FCC Pushes Back Public Comment Deadline For Internet “Fast Lanes”

It’s fun watching the back-and-forth of the Net Neutrality debate. The FCC, by edict, said that Internet service providers (ISPs) could not provide preferential treatment of certain types of Internet traffic over another type. The rationale behind it is that all packets (technical jargon for the bits that are being sent to your house) should be treated equal and the all-knowing FCC should step in to prevent this problem. I have still yet to see a prevalent problem of this, so I personally believe that Net Neutrality regulation is an excuse for a government to regulate the Internet.

The FCC regulations were challenged, and the FCC lost in court. Well, the FCC has done a 180 and now supports Internet “fast lanes”. The premise of the fast lanes are so that content providers could pay for prioritization over other traffic. In one article over the National Journal, they say “websites”, but it doesn’t take much reading in between the lines to surmise that they are looking at streaming services such as Netflix and Hulu.

Anyway, comments on the new proposed rules were supposed to close today, but the FCC was experiencing technical difficulties of handling the traffic (maybe they should invest in those fast lanes themselves) after receiving 670,000 comments by today. They have bumped that deadline to Friday at midnight, so feel free to voice your opinion for or against.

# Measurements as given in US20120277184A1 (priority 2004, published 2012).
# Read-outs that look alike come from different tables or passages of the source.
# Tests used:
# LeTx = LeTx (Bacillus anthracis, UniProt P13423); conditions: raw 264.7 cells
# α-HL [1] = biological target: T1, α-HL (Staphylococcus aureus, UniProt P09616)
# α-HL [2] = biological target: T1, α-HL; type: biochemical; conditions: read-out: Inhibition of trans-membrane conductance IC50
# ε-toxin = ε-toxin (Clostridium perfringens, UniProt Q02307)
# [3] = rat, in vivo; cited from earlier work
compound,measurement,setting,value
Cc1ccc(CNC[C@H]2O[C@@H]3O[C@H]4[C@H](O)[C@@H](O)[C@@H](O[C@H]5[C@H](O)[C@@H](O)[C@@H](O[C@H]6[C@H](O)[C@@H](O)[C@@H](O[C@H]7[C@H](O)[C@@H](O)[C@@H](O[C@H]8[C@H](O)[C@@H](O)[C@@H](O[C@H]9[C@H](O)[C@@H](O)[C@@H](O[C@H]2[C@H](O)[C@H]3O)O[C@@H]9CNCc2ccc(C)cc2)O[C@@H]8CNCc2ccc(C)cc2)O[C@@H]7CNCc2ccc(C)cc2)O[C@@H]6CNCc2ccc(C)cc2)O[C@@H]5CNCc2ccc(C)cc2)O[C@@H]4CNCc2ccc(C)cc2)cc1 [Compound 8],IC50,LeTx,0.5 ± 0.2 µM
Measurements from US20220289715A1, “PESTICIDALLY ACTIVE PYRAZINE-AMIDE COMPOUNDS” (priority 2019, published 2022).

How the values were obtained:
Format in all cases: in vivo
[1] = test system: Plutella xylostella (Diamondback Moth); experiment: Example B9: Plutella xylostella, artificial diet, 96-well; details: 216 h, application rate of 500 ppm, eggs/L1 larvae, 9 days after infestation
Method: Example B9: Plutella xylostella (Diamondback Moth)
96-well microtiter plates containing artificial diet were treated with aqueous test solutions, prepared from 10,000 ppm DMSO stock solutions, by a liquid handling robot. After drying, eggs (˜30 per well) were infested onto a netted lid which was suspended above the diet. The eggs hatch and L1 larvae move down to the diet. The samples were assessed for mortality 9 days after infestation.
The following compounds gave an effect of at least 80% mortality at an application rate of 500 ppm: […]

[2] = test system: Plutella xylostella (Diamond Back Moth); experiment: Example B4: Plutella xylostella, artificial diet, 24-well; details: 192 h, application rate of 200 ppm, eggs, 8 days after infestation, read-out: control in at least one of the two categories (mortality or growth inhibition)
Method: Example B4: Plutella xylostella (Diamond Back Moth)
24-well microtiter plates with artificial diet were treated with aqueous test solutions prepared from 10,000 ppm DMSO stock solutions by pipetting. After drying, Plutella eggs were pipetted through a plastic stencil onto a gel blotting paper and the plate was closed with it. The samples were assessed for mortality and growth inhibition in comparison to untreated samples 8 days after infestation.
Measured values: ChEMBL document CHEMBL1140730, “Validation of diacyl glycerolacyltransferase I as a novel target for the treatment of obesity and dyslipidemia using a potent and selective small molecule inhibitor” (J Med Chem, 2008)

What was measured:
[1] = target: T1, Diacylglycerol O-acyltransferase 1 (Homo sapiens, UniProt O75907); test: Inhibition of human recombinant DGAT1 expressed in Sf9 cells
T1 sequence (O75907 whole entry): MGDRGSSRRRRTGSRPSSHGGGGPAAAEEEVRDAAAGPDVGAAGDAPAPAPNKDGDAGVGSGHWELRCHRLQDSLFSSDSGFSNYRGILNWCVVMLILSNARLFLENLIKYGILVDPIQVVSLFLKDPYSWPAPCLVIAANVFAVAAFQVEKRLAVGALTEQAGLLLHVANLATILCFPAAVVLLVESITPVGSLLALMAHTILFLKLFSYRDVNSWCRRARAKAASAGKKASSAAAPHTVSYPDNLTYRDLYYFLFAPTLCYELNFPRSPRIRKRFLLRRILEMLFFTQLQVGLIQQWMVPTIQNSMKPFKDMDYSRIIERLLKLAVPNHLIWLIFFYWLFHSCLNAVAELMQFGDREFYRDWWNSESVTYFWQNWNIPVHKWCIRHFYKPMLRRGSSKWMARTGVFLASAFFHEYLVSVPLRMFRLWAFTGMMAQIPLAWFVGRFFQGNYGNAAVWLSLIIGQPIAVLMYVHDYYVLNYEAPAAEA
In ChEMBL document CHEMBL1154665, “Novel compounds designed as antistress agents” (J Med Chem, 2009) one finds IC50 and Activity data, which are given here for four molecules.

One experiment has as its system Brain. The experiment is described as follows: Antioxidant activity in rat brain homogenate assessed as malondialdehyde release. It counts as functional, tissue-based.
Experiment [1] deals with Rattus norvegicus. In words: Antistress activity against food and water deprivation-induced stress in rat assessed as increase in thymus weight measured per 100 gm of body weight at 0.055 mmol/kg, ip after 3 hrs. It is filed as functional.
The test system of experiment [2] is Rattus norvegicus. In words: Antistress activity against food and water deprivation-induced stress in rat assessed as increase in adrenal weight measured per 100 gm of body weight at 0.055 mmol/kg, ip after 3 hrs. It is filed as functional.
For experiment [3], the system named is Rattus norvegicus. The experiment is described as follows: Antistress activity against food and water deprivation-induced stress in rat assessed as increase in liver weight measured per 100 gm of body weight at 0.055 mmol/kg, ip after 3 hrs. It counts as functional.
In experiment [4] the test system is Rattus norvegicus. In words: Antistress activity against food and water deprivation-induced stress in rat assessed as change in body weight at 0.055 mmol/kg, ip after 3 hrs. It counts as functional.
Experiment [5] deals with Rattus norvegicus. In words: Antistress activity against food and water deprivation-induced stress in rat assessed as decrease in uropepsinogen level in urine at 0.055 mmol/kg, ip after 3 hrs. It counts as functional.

1. Kilkenny Kid says:

    Agreed….just another government overreach into the private market. Where is the “market failure”? This Net Neutrality issue was dreamed up by Google and their allies in an attempt to force Internet Service Providers to be nothing more than regulated utilities subject to the FCCs authority in order to cary their traffic for free and prop up their business plan. Crony capitalism at its worst!

  2. smvaughn says:

    I don’t really get the mainstream conservative opposition to net neutrality. We seem to have two options:

    1) Entrenched monopolies get to choose winners and losers;
    2) Consumers get to choose winners and losers.

    Option 2 requires the government to act by saying that the entrenched monopolies can’t do #1. Have we really hit the point in discourse where government action targeting monopolism is impermissible government overreach?

    Almost all of the arguments I’ve seen against net neutrality are ideological platitudes (Kilkenny provides many fine examples). I say “almost all” because OP added a new one, which was of the “I can’t see it; therefore it must not be real” variety. But then there’s this: http://knowmore.washingtonpost.com/2014/04/25/this-hilarious-graph-of-netflix-speeds-shows-the-importance-of-net-neutrality/

    • Kilkenny Kid says:

      What “Entrenched Monopolies” are you referring to? If there was a Monopoly issue with the Internet, which there is not, the Fed can solve via Anti-Trust enforcement.

      Btw, in reference to the linked chart, Netflix’s campaign to intentionally confuse the issues of Net Neutrality and ISP Peering arrangements is nothing more than a self-serving PR stunt.

      Net Neutrality is simply a solution in search of a problem.

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